"We don't necessarily understand the linkages between individual events in these episodes," says Stanley Trier. Davis adds, "The episodes move more quickly than you would expect a single thunderstorm to move." The extreme regularity of these episodes, once they set up, seems to be unrelated to external factors such as ocean processes, El Niño–La Niña, or hurricane activity.

  Corridors of Concern
  Learn more about patterns of repetitive rainfall in this multimedia feature (~12 MB, requires high-bandwidth connection and Flash 6 or later).

While the NCAR team has yet to find all the answers, they know that the still-mysterious phenomenon they've identified must be understood in order for computer forecast models to do a better job handling summer storms. The team is now working with colleagues to analyze similar summertime patterns in the Himalayas, Europe, Australia, and sub-Saharan Africa. "We want to do more expansive climatology studies all over the globe," says Davis.

Read the Research
Groundbreaking paper on warm-season precipitation episodes

Putting the forecast spotlight on storms, one by one

Although national-scale computer models are a linchpin of modern weather forecasting, most of them don't depict showers and thunderstorms directly. Instead, they parameterize storms. This means they estimate what percentage of each square in a checkerboard grid drawn from coast to coast will be covered by storms. Until now, scientists haven't had the computer power or the model sophistication to produce a nationwide forecast of storms with the same level of detail as a radar image you might see on TV.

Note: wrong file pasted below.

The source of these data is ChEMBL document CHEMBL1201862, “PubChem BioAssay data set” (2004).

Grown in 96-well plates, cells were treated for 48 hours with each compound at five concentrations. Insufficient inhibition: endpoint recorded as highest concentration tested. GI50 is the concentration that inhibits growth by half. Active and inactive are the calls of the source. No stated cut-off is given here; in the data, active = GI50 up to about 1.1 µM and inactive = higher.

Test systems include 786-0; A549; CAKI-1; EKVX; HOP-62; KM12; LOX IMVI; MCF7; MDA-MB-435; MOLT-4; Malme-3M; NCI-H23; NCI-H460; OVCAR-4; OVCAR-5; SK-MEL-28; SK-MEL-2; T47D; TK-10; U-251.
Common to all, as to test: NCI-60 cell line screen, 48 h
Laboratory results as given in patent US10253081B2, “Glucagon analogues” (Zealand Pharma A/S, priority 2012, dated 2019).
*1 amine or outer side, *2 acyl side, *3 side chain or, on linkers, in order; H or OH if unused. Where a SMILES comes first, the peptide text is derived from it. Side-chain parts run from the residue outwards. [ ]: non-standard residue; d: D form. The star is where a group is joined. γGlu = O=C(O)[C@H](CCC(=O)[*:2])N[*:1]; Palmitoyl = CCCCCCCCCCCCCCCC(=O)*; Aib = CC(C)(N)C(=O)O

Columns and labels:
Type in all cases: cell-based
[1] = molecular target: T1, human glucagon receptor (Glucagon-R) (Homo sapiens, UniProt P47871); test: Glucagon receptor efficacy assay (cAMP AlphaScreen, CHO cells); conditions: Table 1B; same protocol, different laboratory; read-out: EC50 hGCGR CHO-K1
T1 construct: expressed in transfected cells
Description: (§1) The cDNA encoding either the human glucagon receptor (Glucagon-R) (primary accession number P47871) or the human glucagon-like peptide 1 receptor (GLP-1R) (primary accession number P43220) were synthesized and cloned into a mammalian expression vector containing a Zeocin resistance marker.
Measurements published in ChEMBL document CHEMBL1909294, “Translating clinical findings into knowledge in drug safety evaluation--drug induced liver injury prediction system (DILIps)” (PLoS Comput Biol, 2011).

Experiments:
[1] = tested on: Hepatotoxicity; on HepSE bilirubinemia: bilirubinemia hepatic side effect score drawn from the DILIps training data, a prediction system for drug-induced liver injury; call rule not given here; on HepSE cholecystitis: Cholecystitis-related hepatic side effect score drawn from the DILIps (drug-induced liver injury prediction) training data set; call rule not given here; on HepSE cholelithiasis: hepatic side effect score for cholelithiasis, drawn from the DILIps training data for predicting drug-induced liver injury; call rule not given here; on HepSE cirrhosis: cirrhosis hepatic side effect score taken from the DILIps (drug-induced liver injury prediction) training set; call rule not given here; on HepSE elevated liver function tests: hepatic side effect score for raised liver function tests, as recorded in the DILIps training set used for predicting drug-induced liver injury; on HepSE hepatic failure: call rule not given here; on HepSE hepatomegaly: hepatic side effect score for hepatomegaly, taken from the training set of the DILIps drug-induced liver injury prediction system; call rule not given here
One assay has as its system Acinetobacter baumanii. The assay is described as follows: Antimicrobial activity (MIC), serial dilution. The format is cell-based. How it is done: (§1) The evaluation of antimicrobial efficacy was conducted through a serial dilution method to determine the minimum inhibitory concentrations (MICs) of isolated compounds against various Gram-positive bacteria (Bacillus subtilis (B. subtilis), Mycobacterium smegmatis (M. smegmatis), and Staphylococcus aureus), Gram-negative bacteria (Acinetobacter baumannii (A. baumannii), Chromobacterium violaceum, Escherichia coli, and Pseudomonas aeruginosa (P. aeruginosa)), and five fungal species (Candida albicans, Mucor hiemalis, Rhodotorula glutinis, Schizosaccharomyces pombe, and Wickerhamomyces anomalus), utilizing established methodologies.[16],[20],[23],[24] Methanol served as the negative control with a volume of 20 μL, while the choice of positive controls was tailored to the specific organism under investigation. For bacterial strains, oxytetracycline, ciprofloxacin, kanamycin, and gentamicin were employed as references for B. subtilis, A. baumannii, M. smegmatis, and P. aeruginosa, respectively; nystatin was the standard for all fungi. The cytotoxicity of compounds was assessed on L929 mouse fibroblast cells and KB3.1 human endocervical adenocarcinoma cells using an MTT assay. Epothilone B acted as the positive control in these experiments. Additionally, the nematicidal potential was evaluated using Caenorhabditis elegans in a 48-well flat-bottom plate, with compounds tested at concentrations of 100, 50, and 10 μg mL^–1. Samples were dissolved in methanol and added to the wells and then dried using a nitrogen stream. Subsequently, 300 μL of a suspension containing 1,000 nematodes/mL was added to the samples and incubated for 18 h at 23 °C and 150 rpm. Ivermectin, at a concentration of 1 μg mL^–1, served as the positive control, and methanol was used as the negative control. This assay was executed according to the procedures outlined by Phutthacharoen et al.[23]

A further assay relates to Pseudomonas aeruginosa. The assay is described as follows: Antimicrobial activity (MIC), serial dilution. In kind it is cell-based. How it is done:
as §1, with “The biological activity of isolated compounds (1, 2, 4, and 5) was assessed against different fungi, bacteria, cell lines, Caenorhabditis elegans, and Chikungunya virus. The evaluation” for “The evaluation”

Now, such a forecast is being produced each night by one of the world's largest supercomputers. For the second year in a row, NCAR is serving as a testbed for a new model, the first one ever to predict individual showers and storms across the bulk of a continent (see map).

The model being put through its paces is a research version of the Weather Research and Forecasting Model (WRF), a collaboration among six partners. The first generation of WRF will be adopted by the National Weather Service this fall. It tracks weather every 10 kilometers (6 miles). While that's a far better resolution than previous national-scale models, it's still not enough to portray individual thunderstorms, some of which may be only 2 or 3 miles wide.

  NCAR's high-precision forecasts this summer will extend from the Great Basin to the Appalachians.

The second generation of WRF—the one under testing—has a resolution of 4 km (2.5 miles). With that kind of precision, the new version can tell forecasters whether an evening's storms are likely to form along a squall line, in a large cluster, or in a set of small, discrete cells. Even if storm locations aren't completely accurate, just knowing what storm type to expect is an invaluable aid to forecasters. Though regional models have produced such output for several years, they can't match the continent-wide picture provided by WRF.